Joseph Stella

Alt text: Painting of a scholar
Alt text: Painting of a scholar
Alt text: Verso of a painting of a scholar
Alt text: Verso detail of a painting of a scholar
Alt text: Verso detail of a painting of a scholar
Alt text: Verso detail of a painting of a scholar

Joseph Stella
Italian-American, 1877–1946
The Scholar, 1905
Oil on canvas
60 H. x 40 W. inches

Alt text: Painting of a Bermudian woman

Joseph Stella
Italian-American, 1877–1946
Tropicalia, 1940
Oil on canvas
25 ¾ H. x 35 ¾ W. inches
Signed lower left: Joseph Stella/1940

Alt text: Painting of a tree trunk
Alt text: Painting of a tree trunk

Joseph Stella
Italian-American, 1877–1946
Tree Trunk and Roots, c. 1920
Oil on canvas mounted on artists board
12 H. x 16 W. inches
Framed: 17 ½ H. x 21 ¼ W. inches
Bears ACA Gallery Label on Verso
Bears Partial Artists label on veso

Artist Description

Joseph Stella immigrated to New York from a small village outside of Naples, Italy, in 1896. He initially came to the United States to study medicine, but abandoned that pursuit to become an artist. Stella enrolled first at the Art Students League and later began his studies under William Merritt Chase, a renowned painter celebrated for his portraiture. The young immigrant worked in a more realist style influenced by both Chase and Robert Henri, the Ashcan school artist under whom Stella also studied in the first years of the 1900s.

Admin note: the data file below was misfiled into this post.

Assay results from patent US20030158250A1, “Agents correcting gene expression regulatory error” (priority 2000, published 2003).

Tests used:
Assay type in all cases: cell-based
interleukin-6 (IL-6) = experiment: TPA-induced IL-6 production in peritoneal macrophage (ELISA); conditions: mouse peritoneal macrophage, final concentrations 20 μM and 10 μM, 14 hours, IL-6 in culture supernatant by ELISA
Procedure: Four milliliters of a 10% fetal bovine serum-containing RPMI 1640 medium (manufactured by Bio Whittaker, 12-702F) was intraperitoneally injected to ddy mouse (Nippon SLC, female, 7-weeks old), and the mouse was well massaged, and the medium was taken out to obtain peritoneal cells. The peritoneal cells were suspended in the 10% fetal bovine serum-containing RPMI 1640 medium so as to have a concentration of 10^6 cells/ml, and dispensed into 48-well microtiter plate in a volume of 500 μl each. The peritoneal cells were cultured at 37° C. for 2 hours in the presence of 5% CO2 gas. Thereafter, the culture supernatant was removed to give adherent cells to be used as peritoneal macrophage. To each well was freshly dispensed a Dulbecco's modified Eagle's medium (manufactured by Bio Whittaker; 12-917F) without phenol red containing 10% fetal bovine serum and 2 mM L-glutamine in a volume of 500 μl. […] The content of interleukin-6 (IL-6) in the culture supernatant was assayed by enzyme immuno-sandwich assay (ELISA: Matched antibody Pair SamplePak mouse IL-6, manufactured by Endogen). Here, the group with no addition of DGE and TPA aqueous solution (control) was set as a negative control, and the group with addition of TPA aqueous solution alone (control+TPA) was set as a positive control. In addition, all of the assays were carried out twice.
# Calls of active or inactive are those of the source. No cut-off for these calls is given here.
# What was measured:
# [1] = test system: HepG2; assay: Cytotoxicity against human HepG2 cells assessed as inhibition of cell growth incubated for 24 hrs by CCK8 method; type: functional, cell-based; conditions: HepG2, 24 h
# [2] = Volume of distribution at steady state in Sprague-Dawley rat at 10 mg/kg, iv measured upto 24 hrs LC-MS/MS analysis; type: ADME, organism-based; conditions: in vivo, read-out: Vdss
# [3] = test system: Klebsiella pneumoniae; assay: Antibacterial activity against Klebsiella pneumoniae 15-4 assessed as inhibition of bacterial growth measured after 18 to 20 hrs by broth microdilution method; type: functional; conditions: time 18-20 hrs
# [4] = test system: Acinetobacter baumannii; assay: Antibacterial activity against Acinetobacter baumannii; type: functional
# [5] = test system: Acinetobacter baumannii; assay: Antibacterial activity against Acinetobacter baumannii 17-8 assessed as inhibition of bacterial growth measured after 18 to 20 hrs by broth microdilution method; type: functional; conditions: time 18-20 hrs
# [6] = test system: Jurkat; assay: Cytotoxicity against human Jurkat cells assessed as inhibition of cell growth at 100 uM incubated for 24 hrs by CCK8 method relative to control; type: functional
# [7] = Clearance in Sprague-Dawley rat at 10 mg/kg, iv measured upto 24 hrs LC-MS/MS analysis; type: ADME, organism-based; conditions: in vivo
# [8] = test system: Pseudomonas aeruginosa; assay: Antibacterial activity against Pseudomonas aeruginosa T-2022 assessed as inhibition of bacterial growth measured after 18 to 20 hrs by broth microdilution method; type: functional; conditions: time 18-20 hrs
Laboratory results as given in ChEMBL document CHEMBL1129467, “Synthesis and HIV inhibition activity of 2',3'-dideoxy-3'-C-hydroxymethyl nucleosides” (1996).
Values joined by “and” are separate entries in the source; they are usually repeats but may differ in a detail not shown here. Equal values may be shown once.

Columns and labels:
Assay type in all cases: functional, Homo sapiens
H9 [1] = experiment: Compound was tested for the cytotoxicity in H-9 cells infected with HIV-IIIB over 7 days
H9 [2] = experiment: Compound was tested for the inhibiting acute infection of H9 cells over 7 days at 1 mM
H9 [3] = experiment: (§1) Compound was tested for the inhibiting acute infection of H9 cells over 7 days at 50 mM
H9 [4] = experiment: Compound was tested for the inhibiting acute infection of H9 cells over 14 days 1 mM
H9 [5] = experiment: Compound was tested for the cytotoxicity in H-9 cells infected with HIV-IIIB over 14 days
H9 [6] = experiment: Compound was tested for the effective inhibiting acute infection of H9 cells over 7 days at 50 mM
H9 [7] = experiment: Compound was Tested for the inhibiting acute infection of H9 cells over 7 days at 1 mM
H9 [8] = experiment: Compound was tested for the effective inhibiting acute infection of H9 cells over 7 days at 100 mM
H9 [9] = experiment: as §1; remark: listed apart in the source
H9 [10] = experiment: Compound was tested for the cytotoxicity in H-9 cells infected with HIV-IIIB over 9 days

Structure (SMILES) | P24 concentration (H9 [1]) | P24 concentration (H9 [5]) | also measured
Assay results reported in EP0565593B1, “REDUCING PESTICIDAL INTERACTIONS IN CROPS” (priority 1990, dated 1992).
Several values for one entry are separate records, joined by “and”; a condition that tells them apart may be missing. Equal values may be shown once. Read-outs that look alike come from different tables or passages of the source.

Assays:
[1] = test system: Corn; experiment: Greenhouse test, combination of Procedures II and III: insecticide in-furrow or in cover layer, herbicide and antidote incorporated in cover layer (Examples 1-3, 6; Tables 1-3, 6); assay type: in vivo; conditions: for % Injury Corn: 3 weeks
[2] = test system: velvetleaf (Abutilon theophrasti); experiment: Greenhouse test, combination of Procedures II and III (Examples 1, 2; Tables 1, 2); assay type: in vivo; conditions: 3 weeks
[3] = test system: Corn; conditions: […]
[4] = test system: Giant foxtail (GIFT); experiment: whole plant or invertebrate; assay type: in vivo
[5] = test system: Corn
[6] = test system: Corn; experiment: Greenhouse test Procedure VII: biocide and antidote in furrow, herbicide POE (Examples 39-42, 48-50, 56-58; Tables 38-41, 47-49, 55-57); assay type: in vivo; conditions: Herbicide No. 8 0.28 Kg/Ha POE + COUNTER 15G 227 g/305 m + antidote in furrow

In 1909, he returned to his home country of Italy for an extended stay, followed by a foray to Paris where he would meet visionary artists of the time like Pablo Picasso, Gino Severini, Umberto Boccioni, and Henri Matisse. These encounters challenged his relationship with realism, as Modernism was an art of the present, while realism clung to the past. Upon returning to New York in 1912, he began his first major Futurist work of Coney Island, which would serve as a turning point for the artist and his skillful amalgamation of deconstructed styles. 

By 1920, his painting style had moved away from traditional, representational compositions in favor of Modernism, as he was fostering his unique blend of Futurist and Cubist concepts. In the late 1930s, Stella traveled to Barbados and dubbed it “The Magic Island.” He took sketches of the people and flora he encountered, using these in combination with his memory to execute late paintings of the tropical paradise. Stella’s approach to painting varied greatly during the later part of his career, moving between realism, abstraction, and surrealism. His experience in Barbados with its rich ecosystems renewed his creative spirit; the artist himself said that his “…drowsing energy, tortured by the cold of northern countries, was reawakened as if by magic, set aglow by the radiance of gold and purple light. All the ardor of youth surged through me, with the overflowing, stinging, demanding desire for new conquests in the virgin lands of art.” 

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